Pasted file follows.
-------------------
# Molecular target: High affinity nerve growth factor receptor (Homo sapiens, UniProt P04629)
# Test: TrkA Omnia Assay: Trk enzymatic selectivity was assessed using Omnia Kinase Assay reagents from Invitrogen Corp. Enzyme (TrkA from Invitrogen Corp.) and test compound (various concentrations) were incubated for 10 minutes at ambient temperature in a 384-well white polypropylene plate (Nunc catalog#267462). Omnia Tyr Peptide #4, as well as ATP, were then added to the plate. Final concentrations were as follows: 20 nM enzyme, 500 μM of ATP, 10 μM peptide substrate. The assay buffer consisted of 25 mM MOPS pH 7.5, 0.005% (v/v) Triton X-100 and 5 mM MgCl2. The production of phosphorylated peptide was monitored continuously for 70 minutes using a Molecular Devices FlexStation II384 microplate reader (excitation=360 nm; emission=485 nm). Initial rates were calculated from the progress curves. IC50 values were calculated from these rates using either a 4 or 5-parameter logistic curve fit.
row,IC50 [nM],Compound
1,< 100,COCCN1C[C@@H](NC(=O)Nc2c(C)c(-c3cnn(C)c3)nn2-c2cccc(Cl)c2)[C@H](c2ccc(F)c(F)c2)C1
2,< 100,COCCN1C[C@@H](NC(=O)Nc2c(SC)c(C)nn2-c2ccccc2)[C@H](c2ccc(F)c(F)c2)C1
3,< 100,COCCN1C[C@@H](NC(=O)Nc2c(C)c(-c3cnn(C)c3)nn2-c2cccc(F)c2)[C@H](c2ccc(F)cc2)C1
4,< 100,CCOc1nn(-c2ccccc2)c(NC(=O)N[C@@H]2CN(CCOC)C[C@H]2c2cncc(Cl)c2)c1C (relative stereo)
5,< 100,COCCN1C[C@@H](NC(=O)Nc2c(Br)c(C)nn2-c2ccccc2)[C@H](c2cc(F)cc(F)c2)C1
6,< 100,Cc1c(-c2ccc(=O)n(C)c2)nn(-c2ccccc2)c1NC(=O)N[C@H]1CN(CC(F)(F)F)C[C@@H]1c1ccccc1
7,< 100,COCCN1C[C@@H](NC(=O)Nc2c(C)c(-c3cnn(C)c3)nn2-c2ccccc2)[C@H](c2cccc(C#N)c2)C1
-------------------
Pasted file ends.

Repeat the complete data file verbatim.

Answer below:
# Molecular target: High affinity nerve growth factor receptor (Homo sapiens, UniProt P04629)
# Test: TrkA Omnia Assay: Trk enzymatic selectivity was assessed using Omnia Kinase Assay reagents from Invitrogen Corp. Enzyme (TrkA from Invitrogen Corp.) and test compound (various concentrations) were incubated for 10 minutes at ambient temperature in a 384-well white polypropylene plate (Nunc catalog#267462). Omnia Tyr Peptide #4, as well as ATP, were then added to the plate. Final concentrations were as follows: 20 nM enzyme, 500 μM of ATP, 10 μM peptide substrate. The assay buffer consisted of 25 mM MOPS pH 7.5, 0.005% (v/v) Triton X-100 and 5 mM MgCl2. The production of phosphorylated peptide was monitored continuously for 70 minutes using a Molecular Devices FlexStation II384 microplate reader (excitation=360 nm; emission=485 nm). Initial rates were calculated from the progress curves. IC50 values were calculated from these rates using either a 4 or 5-parameter logistic curve fit.
row,IC50 [nM],Compound
1,< 100,COCCN1C[C@@H](NC(=O)Nc2c(C)c(-c3cnn(C)c3)nn2-c2cccc(Cl)c2)[C@H](c2ccc(F)c(F)c2)C1
2,< 100,COCCN1C[C@@H](NC(=O)Nc2c(SC)c(C)nn2-c2ccccc2)[C@H](c2ccc(F)c(F)c2)C1
3,< 100,COCCN1C[C@@H](NC(=O)Nc2c(C)c(-c3cnn(C)c3)nn2-c2cccc(F)c2)[C@H](c2ccc(F)cc2)C1
4,< 100,CCOc1nn(-c2ccccc2)c(NC(=O)N[C@@H]2CN(CCOC)C[C@H]2c2cncc(Cl)c2)c1C (relative stereo)
5,< 100,COCCN1C[C@@H](NC(=O)Nc2c(Br)c(C)nn2-c2ccccc2)[C@H](c2cc(F)cc(F)c2)C1
6,< 100,Cc1c(-c2ccc(=O)n(C)c2)nn(-c2ccccc2)c1NC(=O)N[C@H]1CN(CC(F)(F)F)C[C@@H]1c1ccccc1
7,< 100,COCCN1C[C@@H](NC(=O)Nc2c(C)c(-c3cnn(C)c3)nn2-c2ccccc2)[C@H](c2cccc(C#N)c2)C1